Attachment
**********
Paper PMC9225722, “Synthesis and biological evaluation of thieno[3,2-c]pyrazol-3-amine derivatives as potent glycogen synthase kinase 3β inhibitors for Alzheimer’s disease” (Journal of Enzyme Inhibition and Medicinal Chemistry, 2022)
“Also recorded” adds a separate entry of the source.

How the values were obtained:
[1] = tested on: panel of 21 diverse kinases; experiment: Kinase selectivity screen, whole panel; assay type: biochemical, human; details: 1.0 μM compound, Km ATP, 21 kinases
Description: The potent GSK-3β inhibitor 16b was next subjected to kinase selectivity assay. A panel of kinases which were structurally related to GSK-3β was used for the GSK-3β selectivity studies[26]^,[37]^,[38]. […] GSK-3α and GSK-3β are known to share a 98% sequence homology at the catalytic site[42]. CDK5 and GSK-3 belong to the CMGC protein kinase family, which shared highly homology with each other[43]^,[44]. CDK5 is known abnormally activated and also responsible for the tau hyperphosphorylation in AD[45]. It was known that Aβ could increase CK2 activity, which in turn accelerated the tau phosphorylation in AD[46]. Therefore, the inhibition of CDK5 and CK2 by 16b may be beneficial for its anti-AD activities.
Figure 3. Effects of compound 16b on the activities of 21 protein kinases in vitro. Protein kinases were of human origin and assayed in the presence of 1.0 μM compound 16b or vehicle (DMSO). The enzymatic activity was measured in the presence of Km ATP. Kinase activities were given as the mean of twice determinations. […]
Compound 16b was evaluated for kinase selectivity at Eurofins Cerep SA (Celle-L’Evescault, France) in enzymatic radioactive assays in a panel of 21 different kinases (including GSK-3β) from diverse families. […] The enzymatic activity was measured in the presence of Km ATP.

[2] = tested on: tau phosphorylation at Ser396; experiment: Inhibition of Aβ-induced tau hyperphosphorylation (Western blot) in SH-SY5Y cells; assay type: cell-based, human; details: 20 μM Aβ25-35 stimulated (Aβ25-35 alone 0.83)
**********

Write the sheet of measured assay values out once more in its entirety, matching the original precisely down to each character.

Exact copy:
Paper PMC9225722, “Synthesis and biological evaluation of thieno[3,2-c]pyrazol-3-amine derivatives as potent glycogen synthase kinase 3β inhibitors for Alzheimer’s disease” (Journal of Enzyme Inhibition and Medicinal Chemistry, 2022)
“Also recorded” adds a separate entry of the source.

How the values were obtained:
[1] = tested on: panel of 21 diverse kinases; experiment: Kinase selectivity screen, whole panel; assay type: biochemical, human; details: 1.0 μM compound, Km ATP, 21 kinases
Description: The potent GSK-3β inhibitor 16b was next subjected to kinase selectivity assay. A panel of kinases which were structurally related to GSK-3β was used for the GSK-3β selectivity studies[26]^,[37]^,[38]. […] GSK-3α and GSK-3β are known to share a 98% sequence homology at the catalytic site[42]. CDK5 and GSK-3 belong to the CMGC protein kinase family, which shared highly homology with each other[43]^,[44]. CDK5 is known abnormally activated and also responsible for the tau hyperphosphorylation in AD[45]. It was known that Aβ could increase CK2 activity, which in turn accelerated the tau phosphorylation in AD[46]. Therefore, the inhibition of CDK5 and CK2 by 16b may be beneficial for its anti-AD activities.
Figure 3. Effects of compound 16b on the activities of 21 protein kinases in vitro. Protein kinases were of human origin and assayed in the presence of 1.0 μM compound 16b or vehicle (DMSO). The enzymatic activity was measured in the presence of Km ATP. Kinase activities were given as the mean of twice determinations. […]
Compound 16b was evaluated for kinase selectivity at Eurofins Cerep SA (Celle-L’Evescault, France) in enzymatic radioactive assays in a panel of 21 different kinases (including GSK-3β) from diverse families. […] The enzymatic activity was measured in the presence of Km ATP.

[2] = tested on: tau phosphorylation at Ser396; experiment: Inhibition of Aβ-induced tau hyperphosphorylation (Western blot) in SH-SY5Y cells; assay type: cell-based, human; details: 20 μM Aβ25-35 stimulated (Aβ25-35 alone 0.83)